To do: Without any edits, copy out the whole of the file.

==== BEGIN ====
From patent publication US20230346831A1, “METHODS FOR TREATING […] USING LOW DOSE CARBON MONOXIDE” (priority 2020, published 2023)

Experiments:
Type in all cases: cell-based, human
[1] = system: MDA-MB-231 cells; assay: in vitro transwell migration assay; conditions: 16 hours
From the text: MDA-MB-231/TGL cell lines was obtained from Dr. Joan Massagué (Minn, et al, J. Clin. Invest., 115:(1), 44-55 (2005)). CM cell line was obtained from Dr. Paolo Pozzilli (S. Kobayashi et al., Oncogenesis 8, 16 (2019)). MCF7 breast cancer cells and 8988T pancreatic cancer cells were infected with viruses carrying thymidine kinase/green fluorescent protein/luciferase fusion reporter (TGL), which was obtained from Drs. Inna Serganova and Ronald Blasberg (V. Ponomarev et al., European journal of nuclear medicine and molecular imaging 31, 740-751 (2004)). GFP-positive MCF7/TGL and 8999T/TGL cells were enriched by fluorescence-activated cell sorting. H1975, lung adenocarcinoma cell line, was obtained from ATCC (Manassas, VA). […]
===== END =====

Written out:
From patent publication US20230346831A1, “METHODS FOR TREATING […] USING LOW DOSE CARBON MONOXIDE” (priority 2020, published 2023)

Experiments:
Type in all cases: cell-based, human
[1] = system: MDA-MB-231 cells; assay: in vitro transwell migration assay; conditions: 16 hours
From the text: MDA-MB-231/TGL cell lines was obtained from Dr. Joan Massagué (Minn, et al, J. Clin. Invest., 115:(1), 44-55 (2005)). CM cell line was obtained from Dr. Paolo Pozzilli (S. Kobayashi et al., Oncogenesis 8, 16 (2019)). MCF7 breast cancer cells and 8988T pancreatic cancer cells were infected with viruses carrying thymidine kinase/green fluorescent protein/luciferase fusion reporter (TGL), which was obtained from Drs. Inna Serganova and Ronald Blasberg (V. Ponomarev et al., European journal of nuclear medicine and molecular imaging 31, 740-751 (2004)). GFP-positive MCF7/TGL and 8999T/TGL cells were enriched by fluorescence-activated cell sorting. H1975, lung adenocarcinoma cell line, was obtained from ATCC (Manassas, VA). […]